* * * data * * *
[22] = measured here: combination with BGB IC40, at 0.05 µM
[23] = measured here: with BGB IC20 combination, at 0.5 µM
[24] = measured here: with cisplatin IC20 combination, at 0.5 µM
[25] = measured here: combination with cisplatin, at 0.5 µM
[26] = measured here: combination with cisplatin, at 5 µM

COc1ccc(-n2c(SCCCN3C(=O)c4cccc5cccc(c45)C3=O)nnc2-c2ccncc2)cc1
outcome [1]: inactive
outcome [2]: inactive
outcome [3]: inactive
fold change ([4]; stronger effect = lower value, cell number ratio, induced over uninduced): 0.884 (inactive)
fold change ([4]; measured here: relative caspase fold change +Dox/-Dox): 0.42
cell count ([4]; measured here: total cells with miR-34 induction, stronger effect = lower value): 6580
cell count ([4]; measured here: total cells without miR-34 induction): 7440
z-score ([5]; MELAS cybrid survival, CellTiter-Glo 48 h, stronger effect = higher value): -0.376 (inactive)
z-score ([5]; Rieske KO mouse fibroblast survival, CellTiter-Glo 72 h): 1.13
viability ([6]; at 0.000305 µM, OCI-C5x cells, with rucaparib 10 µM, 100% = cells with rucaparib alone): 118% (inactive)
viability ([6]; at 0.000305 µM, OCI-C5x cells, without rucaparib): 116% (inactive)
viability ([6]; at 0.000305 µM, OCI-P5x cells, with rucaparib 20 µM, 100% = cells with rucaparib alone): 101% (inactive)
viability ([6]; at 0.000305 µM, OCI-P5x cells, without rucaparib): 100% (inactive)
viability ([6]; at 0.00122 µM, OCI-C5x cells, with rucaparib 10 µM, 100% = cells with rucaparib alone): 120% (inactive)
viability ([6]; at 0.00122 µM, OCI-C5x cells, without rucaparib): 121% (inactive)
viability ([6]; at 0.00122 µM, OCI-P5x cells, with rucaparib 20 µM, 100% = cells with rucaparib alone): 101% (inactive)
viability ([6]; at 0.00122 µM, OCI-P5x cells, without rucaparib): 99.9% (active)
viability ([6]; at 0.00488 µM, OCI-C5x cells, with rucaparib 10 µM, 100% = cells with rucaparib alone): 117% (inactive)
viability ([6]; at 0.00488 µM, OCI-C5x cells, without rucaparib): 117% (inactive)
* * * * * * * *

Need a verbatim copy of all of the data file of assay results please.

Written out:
[22] = measured here: combination with BGB IC40, at 0.05 µM
[23] = measured here: with BGB IC20 combination, at 0.5 µM
[24] = measured here: with cisplatin IC20 combination, at 0.5 µM
[25] = measured here: combination with cisplatin, at 0.5 µM
[26] = measured here: combination with cisplatin, at 5 µM

COc1ccc(-n2c(SCCCN3C(=O)c4cccc5cccc(c45)C3=O)nnc2-c2ccncc2)cc1
outcome [1]: inactive
outcome [2]: inactive
outcome [3]: inactive
fold change ([4]; stronger effect = lower value, cell number ratio, induced over uninduced): 0.884 (inactive)
fold change ([4]; measured here: relative caspase fold change +Dox/-Dox): 0.42
cell count ([4]; measured here: total cells with miR-34 induction, stronger effect = lower value): 6580
cell count ([4]; measured here: total cells without miR-34 induction): 7440
z-score ([5]; MELAS cybrid survival, CellTiter-Glo 48 h, stronger effect = higher value): -0.376 (inactive)
z-score ([5]; Rieske KO mouse fibroblast survival, CellTiter-Glo 72 h): 1.13
viability ([6]; at 0.000305 µM, OCI-C5x cells, with rucaparib 10 µM, 100% = cells with rucaparib alone): 118% (inactive)
viability ([6]; at 0.000305 µM, OCI-C5x cells, without rucaparib): 116% (inactive)
viability ([6]; at 0.000305 µM, OCI-P5x cells, with rucaparib 20 µM, 100% = cells with rucaparib alone): 101% (inactive)
viability ([6]; at 0.000305 µM, OCI-P5x cells, without rucaparib): 100% (inactive)
viability ([6]; at 0.00122 µM, OCI-C5x cells, with rucaparib 10 µM, 100% = cells with rucaparib alone): 120% (inactive)
viability ([6]; at 0.00122 µM, OCI-C5x cells, without rucaparib): 121% (inactive)
viability ([6]; at 0.00122 µM, OCI-P5x cells, with rucaparib 20 µM, 100% = cells with rucaparib alone): 101% (inactive)
viability ([6]; at 0.00122 µM, OCI-P5x cells, without rucaparib): 99.9% (active)
viability ([6]; at 0.00488 µM, OCI-C5x cells, with rucaparib 10 µM, 100% = cells with rucaparib alone): 117% (inactive)
viability ([6]; at 0.00488 µM, OCI-C5x cells, without rucaparib): 117% (inactive)